Back in September, my friend, Neil White, gave me an advance reader copy of a wonderful little book his publishing company (Nautilus) was putting out. It’s called Beginnings & Ends: A selection of favorite first and last lines in stories by contemporary Oxford writers. Beginnings & Ends is edited by Ron Borne, whom I enjoyed meeting upstairs at the bar at City Grocery in September, the same night that Neil gave me the book. I hated to miss the launch party at Square Books last week. After the launch, my friend (and a wonderful freelance editor) Mary Ann Bowen, who lives in Oxford, sent me a copy of Beginnings & Ends, saying this about it:
“You would have loved the launch what with Oxford writers reading theirs and their dead friends’ words. Plus what we really got was a brief survey of modern writers’ voices—made me want to go back and revise every bit of prose I’ve ever written!”
Looking for a great Christmas gift for anyone who loves to read? Not to give too much away, here are a few of my favorites. (There are 30 authors featured in the book.)
Beginnings: (From five authors who have been my teachers at workshops over the years, and have become my friends.)
“The Rutherford girl had been missing for eight days when Larry Orr returned home and found a monster waiting in his house.”—Tom Franklin, Crooked Letter, Crooked Letter
“The relationship I was in lapsed, which wouldn’t have been awful except this was with Harlotta who smelled like sandalwood and who introduced me to color and truth.”—Jere Hoar (author of Body Parts and The Hit), “The Last Feminine Woman in the World,” a short story.
“Daddy is going to camp. That’s what I told my children. A child psychologist suggested it. ‘Words like prison and jail conjure up dangerous images for children,’ she explained. But it wasn’t camp. It was prison.”—Neil White, In the Sanctuary of Outcasts: A Memoir.
“I knew it was wrong, but I couldn’t help myself. I was curious: too curious. Finally, late one night, I returned to a website I’d bookmarked, one which promised ‘Discrete shipping on all orders.’ I placed the illicit item in my shopping cart. Confirm purchase? You betcha. And so I took one small step closer to full membership in my adopted home, my quest to be a Southerner. I would eat dirt.”—Beth Ann Fennelly, “Taking Terroir on Faith,” a personal essay (from the anthology, Circling Faith: Southern Women on Spirituality) NOTE: Beth Ann read from this essay the same night I met Ron Borne, after our Circling Faith reading and signing in Oxford.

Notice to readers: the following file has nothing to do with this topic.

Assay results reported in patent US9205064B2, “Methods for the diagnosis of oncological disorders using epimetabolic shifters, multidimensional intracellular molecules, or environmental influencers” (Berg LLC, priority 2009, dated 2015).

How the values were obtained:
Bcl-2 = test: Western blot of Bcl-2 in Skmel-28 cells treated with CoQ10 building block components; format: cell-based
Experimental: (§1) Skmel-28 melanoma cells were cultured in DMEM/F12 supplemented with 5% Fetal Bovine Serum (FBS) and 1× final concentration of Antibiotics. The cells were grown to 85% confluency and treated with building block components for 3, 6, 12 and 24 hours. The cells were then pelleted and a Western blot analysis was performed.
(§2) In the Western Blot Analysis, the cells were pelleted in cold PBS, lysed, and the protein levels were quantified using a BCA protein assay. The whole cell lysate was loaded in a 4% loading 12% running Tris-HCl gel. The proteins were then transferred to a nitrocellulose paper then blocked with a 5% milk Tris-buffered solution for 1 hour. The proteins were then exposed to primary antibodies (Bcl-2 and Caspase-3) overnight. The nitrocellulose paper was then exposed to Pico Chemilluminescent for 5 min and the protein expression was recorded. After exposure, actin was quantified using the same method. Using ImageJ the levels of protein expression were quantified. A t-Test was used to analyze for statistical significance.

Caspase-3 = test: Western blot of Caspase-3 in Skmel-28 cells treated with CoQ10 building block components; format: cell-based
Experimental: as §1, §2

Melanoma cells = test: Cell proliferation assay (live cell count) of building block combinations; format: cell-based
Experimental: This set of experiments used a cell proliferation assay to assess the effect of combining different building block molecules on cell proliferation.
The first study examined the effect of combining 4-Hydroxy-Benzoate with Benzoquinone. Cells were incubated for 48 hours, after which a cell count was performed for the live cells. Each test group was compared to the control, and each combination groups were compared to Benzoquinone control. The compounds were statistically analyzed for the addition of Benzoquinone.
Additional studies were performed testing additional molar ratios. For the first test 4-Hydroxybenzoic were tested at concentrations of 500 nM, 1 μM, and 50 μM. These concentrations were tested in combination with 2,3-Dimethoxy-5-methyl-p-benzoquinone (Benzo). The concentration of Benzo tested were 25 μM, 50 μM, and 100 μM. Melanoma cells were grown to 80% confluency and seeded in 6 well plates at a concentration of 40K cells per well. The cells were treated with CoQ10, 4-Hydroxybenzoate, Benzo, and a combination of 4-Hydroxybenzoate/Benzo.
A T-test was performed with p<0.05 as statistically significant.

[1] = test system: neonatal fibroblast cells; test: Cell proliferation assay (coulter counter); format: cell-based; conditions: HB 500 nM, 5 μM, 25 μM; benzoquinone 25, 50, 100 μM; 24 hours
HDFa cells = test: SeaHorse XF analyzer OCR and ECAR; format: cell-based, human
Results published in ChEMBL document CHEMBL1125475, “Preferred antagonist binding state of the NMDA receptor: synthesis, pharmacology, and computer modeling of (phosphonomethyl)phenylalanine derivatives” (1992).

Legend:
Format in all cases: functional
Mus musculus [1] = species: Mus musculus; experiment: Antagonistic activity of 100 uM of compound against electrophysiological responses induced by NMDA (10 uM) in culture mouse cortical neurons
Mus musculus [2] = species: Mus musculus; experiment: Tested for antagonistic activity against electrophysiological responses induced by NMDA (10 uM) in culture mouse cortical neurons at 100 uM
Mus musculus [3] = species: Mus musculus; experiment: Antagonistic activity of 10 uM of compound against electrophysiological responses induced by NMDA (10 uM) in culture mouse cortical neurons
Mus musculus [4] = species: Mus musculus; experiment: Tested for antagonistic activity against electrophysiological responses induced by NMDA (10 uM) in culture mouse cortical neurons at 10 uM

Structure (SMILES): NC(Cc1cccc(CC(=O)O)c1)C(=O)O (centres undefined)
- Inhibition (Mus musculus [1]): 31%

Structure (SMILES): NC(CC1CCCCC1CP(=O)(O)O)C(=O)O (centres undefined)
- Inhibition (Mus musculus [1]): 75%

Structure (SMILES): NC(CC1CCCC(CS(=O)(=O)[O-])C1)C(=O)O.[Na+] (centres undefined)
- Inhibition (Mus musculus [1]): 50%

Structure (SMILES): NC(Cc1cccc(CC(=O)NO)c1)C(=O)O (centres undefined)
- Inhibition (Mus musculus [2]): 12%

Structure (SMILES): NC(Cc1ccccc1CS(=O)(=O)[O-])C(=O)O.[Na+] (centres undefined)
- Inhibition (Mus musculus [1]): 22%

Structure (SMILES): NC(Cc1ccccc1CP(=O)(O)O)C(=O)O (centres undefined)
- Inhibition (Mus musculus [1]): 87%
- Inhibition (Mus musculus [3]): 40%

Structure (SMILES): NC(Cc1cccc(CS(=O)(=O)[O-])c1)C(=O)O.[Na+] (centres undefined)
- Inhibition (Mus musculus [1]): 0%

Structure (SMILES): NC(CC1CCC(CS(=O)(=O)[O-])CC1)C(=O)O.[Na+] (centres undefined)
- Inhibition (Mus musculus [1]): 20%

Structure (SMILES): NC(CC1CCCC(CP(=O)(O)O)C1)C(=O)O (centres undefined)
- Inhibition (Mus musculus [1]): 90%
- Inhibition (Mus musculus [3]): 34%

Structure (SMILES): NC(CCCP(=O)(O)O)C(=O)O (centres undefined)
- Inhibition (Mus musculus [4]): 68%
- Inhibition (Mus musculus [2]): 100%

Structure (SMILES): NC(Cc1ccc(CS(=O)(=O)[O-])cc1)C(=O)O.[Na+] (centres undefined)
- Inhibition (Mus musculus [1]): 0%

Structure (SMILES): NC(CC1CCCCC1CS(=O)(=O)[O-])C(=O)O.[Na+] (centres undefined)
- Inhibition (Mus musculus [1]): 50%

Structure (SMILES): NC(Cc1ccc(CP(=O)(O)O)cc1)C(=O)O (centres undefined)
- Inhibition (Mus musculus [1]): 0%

“My father first appeared in Citrus on Christmas Eve of 1965. He arrived on foot, wearing tailored wool trousers, a black mohair jacket, an Egyptian-cotton button-down, with French cuffs, a charcoal-gray-ankle-length cashmere coat and wing tips said to resemble the hue of some poor animal’s blood.”–Scott Morris, Waiting For April: A Novel.
Endings: (These are abbreviated… the endings in the anthology are a bit longer.)
“In a rush in that moment I knew, too, that all these ghosts, conjured up in the preternatural desolation of the Square, were all for me, just because I had come home. It was not too late.”—Willie Morris, “The Ghosts of Ole Miss,” a personal essay.
“From the damp earth, you could smell the last bits of the fire, dying and smoldering, and leaving the smell of fall on the wind.”—Ace Atkins, Wicked City: A Novel.
“I’m thinking that your first love is your best love, that you’ll never find any better. The way she did it was like she was saying, here I am, I’m all yours, all of me, forever. Nothing’s changed. She turns the light off, and we reach to find each other in the darkness like people who are blind.”—Larry Brown, “Facing the Music,” a short story.
The introductions to each author are also very insightful.
Just a wonderful, inspirational little anthology, that any aspiring writer or lover of books would be thrilled to receive for Christmas.